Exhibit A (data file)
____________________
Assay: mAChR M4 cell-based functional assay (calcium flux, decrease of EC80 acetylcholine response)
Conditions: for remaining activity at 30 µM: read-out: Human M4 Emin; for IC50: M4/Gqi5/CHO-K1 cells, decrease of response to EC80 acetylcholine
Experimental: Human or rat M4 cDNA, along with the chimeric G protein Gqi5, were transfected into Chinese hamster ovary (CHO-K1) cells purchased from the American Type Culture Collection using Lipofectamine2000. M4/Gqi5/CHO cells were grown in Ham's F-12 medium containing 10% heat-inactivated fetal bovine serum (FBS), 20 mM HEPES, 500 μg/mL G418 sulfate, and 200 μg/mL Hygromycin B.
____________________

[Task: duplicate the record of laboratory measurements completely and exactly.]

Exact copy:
Assay: mAChR M4 cell-based functional assay (calcium flux, decrease of EC80 acetylcholine response)
Conditions: for remaining activity at 30 µM: read-out: Human M4 Emin; for IC50: M4/Gqi5/CHO-K1 cells, decrease of response to EC80 acetylcholine
Experimental: Human or rat M4 cDNA, along with the chimeric G protein Gqi5, were transfected into Chinese hamster ovary (CHO-K1) cells purchased from the American Type Culture Collection using Lipofectamine2000. M4/Gqi5/CHO cells were grown in Ham's F-12 medium containing 10% heat-inactivated fetal bovine serum (FBS), 20 mM HEPES, 500 μg/mL G418 sulfate, and 200 μg/mL Hygromycin B.